Yoga Vasistha [English], Volume 1-4

by Vihari-Lala Mitra | 1891 | 1,121,132 words | ISBN-10: 8171101519

The English translation of the Yoga-vasistha: a Hindu philosophical and spiritual text written by sage Valmiki from an Advaita-vedanta perspective. The book contains epic narratives similar to puranas and chronologically precedes the Ramayana. The Yoga-vasistha is believed by some Hindus to answer all the questions that arise in the human mind, an...

Chapter CII - On the indivisibility and immortality of the soul

Argument:—Fallacy of Egoism, and Rational Investigation into the nature of the Soul. The Means of curbing Egotism, and the flight of Fancy.

Vasishtha continued:—

The ignorant are subject to errors caused by their false fancies, from which the wise are entirely free; and they by imagining and attributing perishable properties to the imperishable soul, beguile themselves like children, by taking their dolls for men. (It is the attributing of sensible properties to the conscious soul).

Rama rejoined:—

2. What is this perishable property, which is imagined of and imputed to the imperishable soul? Tell me, also O greatest of theologians! what is that misrepresentation, which misleads the mind to the erroneous conception, of the unreal world for a reality.

Vasishtha replied:—

3. The soul by its continued association with unreal and perishable things, thinks itself as one of them, and takes upon it the title of an unreal and perishable egoism, as a boy by association of his thoughts imagines a false apparition to be a real ghost. (Egoism and tuism and suism, means the personality or personal reality of the three persons I, thou and this—aham, twam and sah, which in all systems of mystic philosophy, is denied of all finite beings. The absolute Ego is the supreme soul, and all other souls are but reflections of it).

4. All things being situated in one absolute reality, it is hard to account for one's personal egoism; and to say how and whence this conception came to be in vogue. (The impersonal and universal soul is the true Ego, and has no personal existence what ever).

5. In fact there is no egoism beside that of the supreme soul; and yet is the nature of the injudicious to make a difference of a finite and infinite Ego, and of a mortal and immortal soul; as we see two streams of water in the sun-beams in a sandy desert. (The human soul is no other, than a particle of the supreme).

6. The mind is a spacious mind (of richest gems) in this extensive creation, and depends for its support on the supreme soul; as the waves are dependent on the waters of the sea, for their rise and subsistence. (The mind is the individual soul, but the soul is the universal and undivided spirit and opposed to the European doctrine of the minds being a generic and the soul an individual name).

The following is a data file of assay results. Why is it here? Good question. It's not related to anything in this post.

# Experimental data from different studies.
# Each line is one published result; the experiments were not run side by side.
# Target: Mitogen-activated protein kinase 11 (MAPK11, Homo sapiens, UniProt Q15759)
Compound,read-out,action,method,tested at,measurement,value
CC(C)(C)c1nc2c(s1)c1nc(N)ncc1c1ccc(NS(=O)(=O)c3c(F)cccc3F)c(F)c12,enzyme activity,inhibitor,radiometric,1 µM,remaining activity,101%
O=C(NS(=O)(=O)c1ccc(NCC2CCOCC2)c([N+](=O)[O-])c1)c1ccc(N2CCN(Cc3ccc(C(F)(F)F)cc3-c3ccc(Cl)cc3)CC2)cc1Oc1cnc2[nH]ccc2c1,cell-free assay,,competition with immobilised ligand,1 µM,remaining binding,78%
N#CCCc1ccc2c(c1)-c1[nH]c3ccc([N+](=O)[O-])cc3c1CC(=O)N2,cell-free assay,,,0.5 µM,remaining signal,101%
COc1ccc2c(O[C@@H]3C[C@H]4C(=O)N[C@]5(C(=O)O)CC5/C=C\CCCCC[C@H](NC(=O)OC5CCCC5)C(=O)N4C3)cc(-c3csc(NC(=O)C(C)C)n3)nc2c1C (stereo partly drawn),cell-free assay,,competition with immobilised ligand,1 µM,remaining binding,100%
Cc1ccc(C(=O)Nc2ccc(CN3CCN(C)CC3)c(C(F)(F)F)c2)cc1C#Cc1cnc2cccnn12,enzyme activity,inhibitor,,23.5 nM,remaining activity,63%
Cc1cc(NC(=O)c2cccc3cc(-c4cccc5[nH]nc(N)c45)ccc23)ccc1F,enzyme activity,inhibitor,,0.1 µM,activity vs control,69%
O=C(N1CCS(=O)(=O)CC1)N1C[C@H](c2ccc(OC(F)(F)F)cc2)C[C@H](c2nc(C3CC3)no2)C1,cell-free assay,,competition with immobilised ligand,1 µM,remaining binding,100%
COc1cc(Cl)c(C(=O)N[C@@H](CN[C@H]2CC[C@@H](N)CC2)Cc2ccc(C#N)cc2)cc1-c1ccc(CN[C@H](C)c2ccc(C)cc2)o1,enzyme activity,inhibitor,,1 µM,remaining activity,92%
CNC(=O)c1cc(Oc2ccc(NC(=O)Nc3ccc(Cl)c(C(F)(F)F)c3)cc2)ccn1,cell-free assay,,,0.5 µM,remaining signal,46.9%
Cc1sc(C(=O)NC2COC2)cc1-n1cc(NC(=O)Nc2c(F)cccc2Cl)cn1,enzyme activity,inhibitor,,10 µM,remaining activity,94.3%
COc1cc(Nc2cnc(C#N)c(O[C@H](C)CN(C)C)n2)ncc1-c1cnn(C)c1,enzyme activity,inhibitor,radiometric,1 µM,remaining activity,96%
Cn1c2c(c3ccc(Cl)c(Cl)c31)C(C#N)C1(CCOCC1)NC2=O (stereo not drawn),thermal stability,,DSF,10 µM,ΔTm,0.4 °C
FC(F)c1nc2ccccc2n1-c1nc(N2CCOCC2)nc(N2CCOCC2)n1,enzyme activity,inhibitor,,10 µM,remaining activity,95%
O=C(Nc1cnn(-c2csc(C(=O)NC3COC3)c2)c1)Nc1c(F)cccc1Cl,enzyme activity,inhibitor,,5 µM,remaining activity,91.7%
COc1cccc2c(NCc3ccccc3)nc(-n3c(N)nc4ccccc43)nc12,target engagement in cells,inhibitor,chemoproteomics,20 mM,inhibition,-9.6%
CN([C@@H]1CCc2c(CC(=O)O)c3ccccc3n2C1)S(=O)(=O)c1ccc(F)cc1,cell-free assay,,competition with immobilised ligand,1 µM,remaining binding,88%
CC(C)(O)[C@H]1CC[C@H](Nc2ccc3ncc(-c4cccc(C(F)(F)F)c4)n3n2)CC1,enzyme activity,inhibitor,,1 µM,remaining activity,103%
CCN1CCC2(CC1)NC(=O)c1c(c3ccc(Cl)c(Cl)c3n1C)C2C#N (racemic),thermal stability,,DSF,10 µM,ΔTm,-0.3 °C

7. Therefore give up, O Rama! your erroneous view of the reality of the world and your reliance on the baseless fabric of the universe, and rely with delight on your judicious view of the true substratum and support of all.

8. Inquire now into the nature of Truth, with a rational understanding; and being freed from all error and bias, discard all that is false and untrue.

The idea of Tritheism and faith in the mystic number three, is as deeply rooted in the Hindu mind, as we find it in the Alexandrine triad of old, and the Trinity of modern Christians. We have already given an ample exposition of the various triads in Hindu theology and other sciences in our introduction to this work (Vol. I. Sect XI. p. 61). Besides those we meet herewith some other triads which are conveyed in the allegorical story of the old nurse to her infant care for his early instruction, though it is doubtful that the boy could either understand or derive any benefit thereby. It will be worth while to mention here the Alexandrian Triad of the three hypostases of the one Being in the psyche—eternal soul, nous—the mind, and ZoaJiva—life or activity. This last is the same with the logos—Word, the manifestation of Divine power in whom there was life also. Others formed their Triad of matter, soul and force, as the three principia in nature. The Christian Trinity, which some maintain as an imitation of the Alexandrians, presents many differences respecting some portion of this doctrine, which resulted in the heresies of Arianism, Sabellianism, Nestorianism &c. see further particulars on this head in Lewes' History of Philosophy, Vol. 1, p. 391.

9. Why do you think the unconfined soul to be confined in the body? It is vain to suppose the nature of the infinite soul, to be confined in any place.

10. To suppose the one as many, is to make a division of and create a variety in the nature of the Supreme Spirit. Again the Divine essence being diffused alike in all, it cannot be said to be confined in one thing and absent in another.

11. The body being hurt, the soul is supposed to be hurt likewise; but no pain or hurt or sickness of any kind, can appertain to the unchanging soul.

12. The body being hurt or weakened or destroyed, there is no injury done to the soul, as the bellows (of the blacksmith) being burnt, the wind with which it was filled, escapes unconsumed.